What are inquests and when are they required?
If your loved one has died after receiving substandard medical care, an Inquest is likely to be heard before an independent Coroner to enable him to investigate what happened and find out the cause of their death. The Inquest may provide further evidence to help with your claim for compensation, too.
As of 1 October 2019, The Notification of Deaths Regulations 2019 place a legal duty on all medical practitioners who come to know of a reportable death to ensure it has been directly reported to a Coroner.
Understandably, the idea of an Inquest can be unfamiliar and confusing, especially whilst trying to come to terms with the sudden loss of a loved one when the cause of their death is unclear or unknown.
An Inquest is very different to a Court hearing. It is inquisitorial in nature and does not seek to apportion blame. This means that the Coroner acts as a fact-finder and leads the hearing with a view to finding out the following information:-
- Who the deceased was;
- Where they died;
- When they died; and
- How they came by their death.
The final question is crucial in a clinical negligence claim, as it must be proven that the substandard medical care received caused or materially contributed to the death.
Generally, inquests are held in open Court meaning that the public and media may attend.
Several parties may be called to give evidence to assist the Coroner in coming to a verdict. In medical negligence cases, this is likely to be a member of the deceased’s family and also the pathologist who conducted the post-mortem examination to explain the likely cause of death. Other witnesses may also be called to attend, including staff at the hospital where the deceased was receiving treatment, as well as medical experts if necessary.
At the conclusion of the Inquest, the Coroner decides a verdict, which answers the 4 questions above.
The Coroner may decide that the deceased died of natural causes, through an accident, through misadventure (which is very similar to an accidental death) or neglect. Alternatively, the Coroner may deliver an open verdict which is given where he cannot determine the cause of death or a narrative conclusion which explains the facts surrounding the death in more detail.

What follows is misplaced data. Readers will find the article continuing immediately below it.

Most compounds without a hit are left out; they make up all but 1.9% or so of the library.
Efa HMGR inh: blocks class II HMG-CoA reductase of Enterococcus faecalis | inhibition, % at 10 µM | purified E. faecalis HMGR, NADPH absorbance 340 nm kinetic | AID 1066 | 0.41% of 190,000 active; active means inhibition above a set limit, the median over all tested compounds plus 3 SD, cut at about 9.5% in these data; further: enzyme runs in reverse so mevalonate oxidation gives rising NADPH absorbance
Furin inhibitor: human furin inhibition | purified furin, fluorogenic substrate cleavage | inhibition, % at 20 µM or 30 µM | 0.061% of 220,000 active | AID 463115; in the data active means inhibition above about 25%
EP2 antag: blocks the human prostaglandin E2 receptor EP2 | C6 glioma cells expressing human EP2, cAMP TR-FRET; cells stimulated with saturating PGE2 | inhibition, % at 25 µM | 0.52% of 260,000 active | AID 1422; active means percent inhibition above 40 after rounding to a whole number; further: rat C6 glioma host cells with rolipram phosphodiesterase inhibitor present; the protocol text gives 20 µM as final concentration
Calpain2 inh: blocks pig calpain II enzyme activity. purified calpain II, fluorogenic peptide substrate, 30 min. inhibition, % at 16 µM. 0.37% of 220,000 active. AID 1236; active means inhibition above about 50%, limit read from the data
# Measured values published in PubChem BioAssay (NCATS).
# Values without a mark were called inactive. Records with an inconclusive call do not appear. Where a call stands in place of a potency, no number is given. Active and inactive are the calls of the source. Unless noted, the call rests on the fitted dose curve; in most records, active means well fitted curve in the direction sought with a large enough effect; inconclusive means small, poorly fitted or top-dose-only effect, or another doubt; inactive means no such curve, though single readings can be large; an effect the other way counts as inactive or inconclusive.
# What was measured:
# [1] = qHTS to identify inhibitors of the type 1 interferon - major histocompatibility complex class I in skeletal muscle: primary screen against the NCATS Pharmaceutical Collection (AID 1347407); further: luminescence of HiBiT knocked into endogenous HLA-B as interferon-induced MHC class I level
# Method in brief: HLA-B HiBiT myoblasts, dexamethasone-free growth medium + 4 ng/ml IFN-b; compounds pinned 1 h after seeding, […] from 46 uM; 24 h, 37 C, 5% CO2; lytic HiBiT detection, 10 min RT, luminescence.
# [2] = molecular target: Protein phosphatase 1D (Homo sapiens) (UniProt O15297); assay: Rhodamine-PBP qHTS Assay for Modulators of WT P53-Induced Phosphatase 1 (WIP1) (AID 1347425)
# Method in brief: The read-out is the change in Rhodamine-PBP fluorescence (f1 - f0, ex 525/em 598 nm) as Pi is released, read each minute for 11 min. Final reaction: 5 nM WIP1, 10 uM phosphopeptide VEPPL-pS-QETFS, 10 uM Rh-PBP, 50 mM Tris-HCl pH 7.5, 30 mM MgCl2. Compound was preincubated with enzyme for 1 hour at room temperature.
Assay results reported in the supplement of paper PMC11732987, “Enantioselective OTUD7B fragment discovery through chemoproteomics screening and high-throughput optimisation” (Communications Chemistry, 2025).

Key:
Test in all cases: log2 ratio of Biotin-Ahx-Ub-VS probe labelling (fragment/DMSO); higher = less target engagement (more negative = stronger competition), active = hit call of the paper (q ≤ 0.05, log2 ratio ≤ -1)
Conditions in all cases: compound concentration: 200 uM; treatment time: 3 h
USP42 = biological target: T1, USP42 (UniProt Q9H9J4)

It may also be the case that an Inquest identifies mistakes that were made to enable lessons to be learned and the Coroner may send a letter notifying an Institution of the changes they need to make. However, as stated above, it is not the Coroner’s responsibility to apportion blame in any criminal or civil matter.
Most families attend Inquests without legal representation. Unfortunately, it has been said that there is an “inequality of arms” at play when bereaved families try to obtain funding for representation at Inquest. It is currently the case that state bodies such as the NHS can afford to spend thousands of pounds for legal representation, compared to many families who cannot.
However, it is possible to obtain representation through a Solicitor or Barrister at Inquest and this is often important where the circumstances are complex. The role of the legal professional is to question witnesses and experts to assist the fact-finding process, to decide whether or not there is a medical negligence case to pursue and to understand whether more could have been done to prevent the death.
Obtaining funding for the preparation for and representation at an Inquest can be very difficult for bereaved families, and only in exceptional cases will funding be available from the Legal Aid Agency. For example, in 2018, out of more than 600 requests for legal aid at Inquest, almost half were refused.
However, if you are faced with having to attend an Inquest, it is worth checking whether you have Legal Expenses Insurance. This is Insurance which may be attached to your home insurance policy and which may cover funding.
In the alternative, preparation for and representation at Inquest may be funded privately or through a Conditional Fee Agreement (commonly known as a ‘No Win, No Fee Agreement’) if a case in negligence is brought after the Inquest. This is something which must be agreed with the Solicitor and/or Barrister prior to any work for an Inquest being done.
It is important to speak with a Solicitor promptly, as there are strict time limits which apply to clinical negligence claims. If you are facing the prospect of attending an Inquest following the death of a loved one in hospital, please get in touch with our team for advice on 0114 218 4000.